So you’ve just noticed the $4.99 mystery charge on your cell phone bill; and, how annoying, that “emergencies only” credit card you never use billed you $15 for your frugality? We consulted two experts to find out if these and other hidden charges are legit, and if there’s any way to avoid being nickel and dimed right into the poorhouse. Deborah Owens, women’s wealth coach and author of A Purse of Your Own, says it’s more than just sweating the small stuff. “This is about knowledge, and knowledge is power,” says Owens.
Danny Orrock, a consumer protection expert in Atlanta, says while President Obama has made Washington more pro-consumer, the burden is still on you to pull out the magnifying glass to read your financial agreements. “Legally, no legitimate charge can be completely hidden from you,” Orrock says.
We asked our experts to spare us the punishment of actually reading the fine print on our credit card agreements, and tip us off to the sneakiest charges we might not know about.
- Overdraft fees: Overdraft protection on your checking or debit account might sound like a safety measure, but beware that a $3 trip to Starbucks doesn’t earn you a $29 overdraft fee. Agreeing to overdraft protection allows your banking institution to give you a very expensive cash advance, says Owens.
- Credit card interest rate hikes: Orrock says to recognize “teaser rates,” designed to lure you in. “Although many cards have a low or even zero percent introductory rate, you can be certain that the rate will go up within 12 months.” Tricky tricksters!
- Cable/phone/internet bundles at introductory rates: “These bundles are marketed to us as convenience, just to get us in the door,” Owens says. “But convenience costs.” Fees will increase after the introductory rate expires.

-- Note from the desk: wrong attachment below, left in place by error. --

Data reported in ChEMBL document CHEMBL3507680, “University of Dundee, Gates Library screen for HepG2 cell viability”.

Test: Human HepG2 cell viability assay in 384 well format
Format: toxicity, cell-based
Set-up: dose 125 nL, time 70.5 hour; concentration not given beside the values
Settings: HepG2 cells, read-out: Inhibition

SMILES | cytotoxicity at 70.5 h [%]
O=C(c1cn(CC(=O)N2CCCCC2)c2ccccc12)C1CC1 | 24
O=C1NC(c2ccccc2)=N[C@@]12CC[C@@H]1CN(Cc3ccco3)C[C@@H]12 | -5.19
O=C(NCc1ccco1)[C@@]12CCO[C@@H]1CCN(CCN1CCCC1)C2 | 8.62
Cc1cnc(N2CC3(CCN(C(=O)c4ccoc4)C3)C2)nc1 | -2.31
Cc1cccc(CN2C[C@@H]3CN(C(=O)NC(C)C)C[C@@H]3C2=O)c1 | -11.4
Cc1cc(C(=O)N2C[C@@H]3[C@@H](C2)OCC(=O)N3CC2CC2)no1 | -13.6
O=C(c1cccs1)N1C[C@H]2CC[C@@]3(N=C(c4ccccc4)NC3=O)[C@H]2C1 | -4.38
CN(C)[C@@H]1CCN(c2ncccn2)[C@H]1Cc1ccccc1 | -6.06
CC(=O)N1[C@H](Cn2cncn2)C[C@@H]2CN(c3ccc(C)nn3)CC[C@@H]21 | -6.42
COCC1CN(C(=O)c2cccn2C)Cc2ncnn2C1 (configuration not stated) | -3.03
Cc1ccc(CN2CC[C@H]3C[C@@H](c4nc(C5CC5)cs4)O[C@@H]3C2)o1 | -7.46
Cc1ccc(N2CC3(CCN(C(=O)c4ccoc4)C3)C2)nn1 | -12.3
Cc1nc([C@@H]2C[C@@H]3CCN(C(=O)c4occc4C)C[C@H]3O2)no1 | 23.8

- Cash advances or balance transfers: “A lot of people are not aware that credit cards will charge a few percent for every cash advance or balance transfer,” says Orrock. “This usually comes out to three to five percent per transaction, and that’s on top of the interest charges.”
- Late fees: If you dropped the ball paying your bills, you can expect a late penalty anywhere from $2.95 up to double digits.
- Cell phone pass-through charges: Owens warns that giving away your personal cell phone number for free ring tones or other text services could result in pass-through charges racking up on your mobile bill.
- Inactivity fees: Damned if you do, damned if you don’t. Not spending on a credit card for six months (or less) could cost you up to $15.
- Foreign transaction fees: “Another unwelcome surprise for travelers is the foreign transaction or currency conversion fee,” says Orrock. “This usually amounts to a few percentage points on top of the going rate to convert foreign currency to U.S. dollars.”
So, can any of these pesky fees be removed, and what are the magic words our friendly customer service representative is waiting to hear? Owens says women especially are too often timid and avoid the confrontation. She says the key to negotiating the removal of a fee is to think with a business perspective. “Companies want high lifetime value customers,” she says. “It cost much less to keep a customer than to find a new one.”
Our experts suggested the following tactics for negotiating to remove a charge:
- Explain your value: If you have a credit card late fee, explain how long you’ve been a valuable customer and your history of paying bills on time until this slip. If you’re trying to reduce your interest rate, use your good credit score as a hammer. If the company knows you’re willing to take your debt somewhere else, they’ll be more likely to drop your rate.
- The real party of “no”: Customer service agents are trained to say no. If you think a charge is unfair, ask for a supervisor. Don’t hesitate to ask for your service agent’s name, or company identifier.
- Go in person: If possible, hang up the phone and go into the utility’s office in person. Face-to-face is always more effective.
- Develop a relationship: Just what you need, right? Another relationship to cultivate? Owens recommends bypassing the ATM and going into your bank, getting to know the manager, and make sure they remember you.
- Always open and read your bills: Automatic bill pay is convenient, but are you really inspecting your bills line by line? Or do you just click and pay, because it’s around the same amount as last month’s bill?
The Money section and all articles within it are sponsored by Free Credit Report; however, the articles are all independently produced by The Frisky and the opinions and views expressed by the writers and experts are their own.